Profit versus Wages

Many railway stocks have (1) been deliberately watered, and (2) risen in price on the market, so that while railway men are badly paid, the present holders of the stocks are apparently making small profits. Many railway companies have enlarged their ordinary capital by the delightfully simple process of multiplication by two. £100 of original stock has been changed into £100 of “preferred” and £100 of “deferred.” This has not been done behind the scenes, but boldly and with the permission of our rich men’s parliament. As a consequence it is made to appear that the net receipts of railways are only about 3½ per cent. of their “paid up” capitals. But the nominal capitals have not been “paid up” ; and even in so far as the original capital is concerned much of it is unreal. Thus the magnitude of the injustice which they suffer is hidden from railway servants. They risk their lives for the public every day and what do they get for it? In 1904, the 27 leading railway companies paid in wages only £29,000,000 or only 25/- per employee per week ! These 27 companies own nearly all the railway lines, employ nearly all the railway servants and make nearly all the profits assessed by the Inland Revenue Commissioners. And what do these profits amount to ? As I have shown, they amount to nearly £40,000,000 per annum, or far more than is paid in wages in one of the most dangerous and most useful of all occupations.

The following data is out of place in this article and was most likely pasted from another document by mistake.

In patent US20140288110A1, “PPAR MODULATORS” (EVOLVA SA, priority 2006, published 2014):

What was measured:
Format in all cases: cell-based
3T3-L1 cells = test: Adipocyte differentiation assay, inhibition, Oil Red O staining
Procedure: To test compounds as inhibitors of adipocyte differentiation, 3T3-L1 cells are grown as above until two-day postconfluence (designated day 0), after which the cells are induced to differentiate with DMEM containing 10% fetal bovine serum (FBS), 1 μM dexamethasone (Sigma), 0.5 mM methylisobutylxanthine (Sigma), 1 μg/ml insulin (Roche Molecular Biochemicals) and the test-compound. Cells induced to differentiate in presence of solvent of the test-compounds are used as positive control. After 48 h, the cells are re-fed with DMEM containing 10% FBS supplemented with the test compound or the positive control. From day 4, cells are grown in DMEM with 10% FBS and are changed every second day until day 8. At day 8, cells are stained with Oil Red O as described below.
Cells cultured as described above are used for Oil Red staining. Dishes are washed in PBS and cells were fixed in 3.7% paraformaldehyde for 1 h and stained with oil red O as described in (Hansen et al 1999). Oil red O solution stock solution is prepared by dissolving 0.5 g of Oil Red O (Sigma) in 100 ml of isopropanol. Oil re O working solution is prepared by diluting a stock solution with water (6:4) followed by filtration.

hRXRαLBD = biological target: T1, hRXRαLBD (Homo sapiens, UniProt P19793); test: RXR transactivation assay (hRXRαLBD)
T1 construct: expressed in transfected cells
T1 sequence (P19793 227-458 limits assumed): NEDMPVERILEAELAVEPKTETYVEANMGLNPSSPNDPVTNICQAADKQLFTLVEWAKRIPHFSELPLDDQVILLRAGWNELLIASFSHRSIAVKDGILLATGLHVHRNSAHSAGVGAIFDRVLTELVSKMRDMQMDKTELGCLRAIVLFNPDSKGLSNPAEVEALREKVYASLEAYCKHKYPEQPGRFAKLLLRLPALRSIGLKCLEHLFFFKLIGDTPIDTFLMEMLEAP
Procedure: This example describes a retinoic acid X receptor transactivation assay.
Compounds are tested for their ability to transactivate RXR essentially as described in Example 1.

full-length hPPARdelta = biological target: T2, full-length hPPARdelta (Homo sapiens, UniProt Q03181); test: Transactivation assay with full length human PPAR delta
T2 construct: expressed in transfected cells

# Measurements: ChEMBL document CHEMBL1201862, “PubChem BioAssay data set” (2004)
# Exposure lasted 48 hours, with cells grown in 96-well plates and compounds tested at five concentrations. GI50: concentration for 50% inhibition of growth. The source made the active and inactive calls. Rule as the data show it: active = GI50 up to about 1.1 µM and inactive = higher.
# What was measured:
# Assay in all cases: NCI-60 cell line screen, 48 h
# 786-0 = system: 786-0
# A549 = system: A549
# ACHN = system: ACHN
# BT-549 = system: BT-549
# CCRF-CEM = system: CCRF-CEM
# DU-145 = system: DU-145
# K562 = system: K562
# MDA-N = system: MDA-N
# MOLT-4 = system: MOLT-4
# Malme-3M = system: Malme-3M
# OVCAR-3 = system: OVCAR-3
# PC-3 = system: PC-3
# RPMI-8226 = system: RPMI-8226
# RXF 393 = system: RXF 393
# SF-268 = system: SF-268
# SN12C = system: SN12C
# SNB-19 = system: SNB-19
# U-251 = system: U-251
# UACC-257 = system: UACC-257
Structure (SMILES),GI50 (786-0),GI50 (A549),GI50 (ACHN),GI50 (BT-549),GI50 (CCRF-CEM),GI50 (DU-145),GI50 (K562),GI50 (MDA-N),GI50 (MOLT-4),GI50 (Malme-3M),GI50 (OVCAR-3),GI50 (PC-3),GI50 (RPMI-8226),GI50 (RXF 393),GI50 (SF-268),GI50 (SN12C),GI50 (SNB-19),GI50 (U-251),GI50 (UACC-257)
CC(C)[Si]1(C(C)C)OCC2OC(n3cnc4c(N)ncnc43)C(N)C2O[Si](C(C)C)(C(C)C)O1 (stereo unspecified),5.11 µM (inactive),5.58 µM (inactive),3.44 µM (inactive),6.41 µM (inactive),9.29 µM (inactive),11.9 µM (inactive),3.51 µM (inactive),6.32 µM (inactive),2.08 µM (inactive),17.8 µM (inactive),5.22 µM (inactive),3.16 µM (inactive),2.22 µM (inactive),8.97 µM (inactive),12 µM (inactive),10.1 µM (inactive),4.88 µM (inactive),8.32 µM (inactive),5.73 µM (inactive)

–Chiozza Money, M.P., in “Riches and Poverty.”

(Socialist Standard, May 1908)

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